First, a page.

If Rickles and Shecky and Brenner could do it, heck if even an ex-rabbi could get up after being knocked down and do it, why couldn’t an ex-racetrack operator now in the medical assistance business? How difficult can it be? You stand there and tell jokes. People laugh. It seemed like an easy game. I never gave much thought to what made the great ones great— they were actually funny.
Jeff Justice was our comedy class professor. He even looked funny, as opposed to being funny looking. Retired from a career in club comedy he moved into the corporate motivational speaking world billing himself as a ‘humor’ resource director. He did his comedy class workshops when he had time. Twenty of us showed up for that first class. None of us knew what to expect. The first hour we were taught how to properly remove the microphone from its stand and then in the same motion how to seamlessly place the stand behind you when you walk onto the stage. Not everyone aced it. That was followed by three hours on how to construct jokes. It was a long, thought provoking ride home.
By the time we got to our live graduation performance a month later, we had spent the previous three weeks authoring four minutes of our own original material. All of it had to be clean. No shits or fucks allowed. Justice told us we could be funny and be clean. I still wanted to say shit or fuck. It’s empowering. Each week our homework was polishing our monologue with what we learned in class the week before. Four minutes doesn’t sound like much but it’s an eternity when you are struggling for material and can’t use shit or fuck.
I finally crafted a three-part routine: business travel woes; a parody about some old English expressions the Brits still use, and of course the back-then-obligatory Viagra take-off. I missed the class dress rehearsal because I was in Vegas on a guys family trip. Instead, I went over my final routine looking out the window of a room at the MGM Grand with Justice critiquing me over the phone.
The show at Atlanta’s Punchline comedy club sold out over two weeks prior to our October 23, 2006, date. The room held about 300 and once the first one sold out, they added a second show the next night. That also sold out. Obviously, we all had scores of friends and cousins.
Of the twenty who started the class a month earlier, fourteen actually made it to the stage. Not too bad. It was easy to walk away, tougher to stay with it. That entire day was nerve-racking for me. I went to the Medjet office mumbling my routine. I drove over to Atlanta with Andi and her mom. They never stopped yacking. I mumbled my lines under my breath driving for almost three hours over the din of the two of them in an animated conversation about nothing. We got to the Punchline early. They dropped me off at the club and went to eat. I was too nervous to hold down food. Instead, I spent the next hour, no kidding, walking the parking lot, rehearsing my four minutes. I would walk around talking to myself. Over and over. A mental health van would have carted me away. I’m not sure I shouldn’t have been committed anyway getting myself into this mess at 56. I wanted to be the first one on stage just to get it over with. Justice slotted me sixth. The wait for my stage call was excruciating. Like ordering fried clams at a Howard Johnsons. You knew they would get there; you just had no idea when. Same feeling I felt waiting for the first five of my classmates to finish their acts.
Finally I could say it in front of a live audience: In the States a guy tells his date, “I’ll come by your place to pick you up at 6:30.” In the U.K. it’s “I’ll be over at half six to knock you up.” Or a true story about how poorly trained our service personnel has become. Me: “I want to make a reservation to pick up a car in Chicago and return it in Milwaukee.” Avis agent: “Can you tell me what states Chicago and Milwaukee are in?” Or another true one about the taxi in Baltimore that charged me a $1 surcharge. I asked the driver what it was for? He said, “for picking you up.” I screamed back, “You’re a taxi, that’s what you do. You pick people up! You gotta decide whether you want to charge me for the ride or picking me up but not both. They seem to go together.” The four letter word ban precluded me from telling the whole story.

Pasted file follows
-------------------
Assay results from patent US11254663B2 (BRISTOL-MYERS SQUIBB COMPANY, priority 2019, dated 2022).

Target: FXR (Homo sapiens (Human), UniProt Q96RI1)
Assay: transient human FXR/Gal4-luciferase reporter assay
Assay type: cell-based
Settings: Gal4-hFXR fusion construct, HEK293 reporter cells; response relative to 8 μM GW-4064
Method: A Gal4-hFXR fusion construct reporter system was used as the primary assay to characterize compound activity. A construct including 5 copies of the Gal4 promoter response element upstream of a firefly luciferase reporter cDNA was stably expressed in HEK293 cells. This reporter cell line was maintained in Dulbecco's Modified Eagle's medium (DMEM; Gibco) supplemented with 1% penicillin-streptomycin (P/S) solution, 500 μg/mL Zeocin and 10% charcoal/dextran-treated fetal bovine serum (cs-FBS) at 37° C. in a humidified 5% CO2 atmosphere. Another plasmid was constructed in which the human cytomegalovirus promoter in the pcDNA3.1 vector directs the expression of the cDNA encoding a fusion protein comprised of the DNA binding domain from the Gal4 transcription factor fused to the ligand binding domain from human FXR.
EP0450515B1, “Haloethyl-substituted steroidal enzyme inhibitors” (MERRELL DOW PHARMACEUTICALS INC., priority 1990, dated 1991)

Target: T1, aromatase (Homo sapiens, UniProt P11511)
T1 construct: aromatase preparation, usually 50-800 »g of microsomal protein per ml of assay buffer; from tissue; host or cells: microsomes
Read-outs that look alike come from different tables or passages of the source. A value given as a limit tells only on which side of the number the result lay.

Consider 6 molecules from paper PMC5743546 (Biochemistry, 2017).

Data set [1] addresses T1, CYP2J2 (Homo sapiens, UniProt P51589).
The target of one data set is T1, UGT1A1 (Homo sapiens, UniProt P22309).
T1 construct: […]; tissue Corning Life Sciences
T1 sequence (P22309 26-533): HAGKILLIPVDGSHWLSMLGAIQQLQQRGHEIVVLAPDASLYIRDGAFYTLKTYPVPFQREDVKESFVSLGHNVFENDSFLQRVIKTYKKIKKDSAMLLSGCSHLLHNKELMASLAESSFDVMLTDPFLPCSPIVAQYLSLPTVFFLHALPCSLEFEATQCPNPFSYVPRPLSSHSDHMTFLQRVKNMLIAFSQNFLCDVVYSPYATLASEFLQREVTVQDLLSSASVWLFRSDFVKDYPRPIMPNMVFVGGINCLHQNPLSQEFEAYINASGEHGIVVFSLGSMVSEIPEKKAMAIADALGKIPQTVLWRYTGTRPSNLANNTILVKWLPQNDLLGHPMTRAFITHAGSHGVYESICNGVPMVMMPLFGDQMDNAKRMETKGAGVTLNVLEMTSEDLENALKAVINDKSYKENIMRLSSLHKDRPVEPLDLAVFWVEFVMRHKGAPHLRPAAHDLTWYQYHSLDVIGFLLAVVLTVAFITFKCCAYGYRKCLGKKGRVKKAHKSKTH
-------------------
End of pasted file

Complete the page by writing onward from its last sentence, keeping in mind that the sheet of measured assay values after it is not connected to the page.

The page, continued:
The night turned out to be exactly what professor Justice told us it would be: an adult recital. Hundreds of familiar faces, family and friends, all there to do one thing: laugh, even if we weren’t funny. And most of us weren’t.
The second night was much easier. Nerves and tension yes but nothing like opening night. Less laps around the parking lot rehearsing. A different crowd. Same jokes, same laugher. I asked Andi if she wanted to go with me. “Nah, I saw enough last night, I don’t need to go back.” Makes a bloke feel so proud.
After our graduation and getting a comedy diploma, I did seven more performances on my own during the winter of 2007. Five comedy clubs in Birmingham and two in Atlanta. Got paid, too. Not much, which is what I deserved but enough to add ‘professional comedian’ to the obit. When doing it for real, four minutes of stage time turned into six or eight. That’s a long time. Way too long when you don’t have material. A few of my gigs were good, most of them, not-so-much. I even got heckled. I could have stayed home for that. I learned the hard way to know your audience. Political humor, travel and satire of European culture does not play well with a Tuesday night hat-wearing, good ole boy Alabama crowd who wants to talk hunting, fishing and carburetors. I knew nothing about hunting, fishing or carburetors. My burgeoning stand-up career quickly became a sit-down.
So when Jackie Mason died two weeks ago, reading about his background and how, despite all the obstacles tossed his way, he succeeded, I realized it didn’t really matter whether I liked his work or not. Having been on that stage myself and humiliated, what Mr. Mason and the thousands like him achieved, truly is an art and a skill. It’s a hundred-times harder than it looks.
As for me, I probably should have been a rabbi.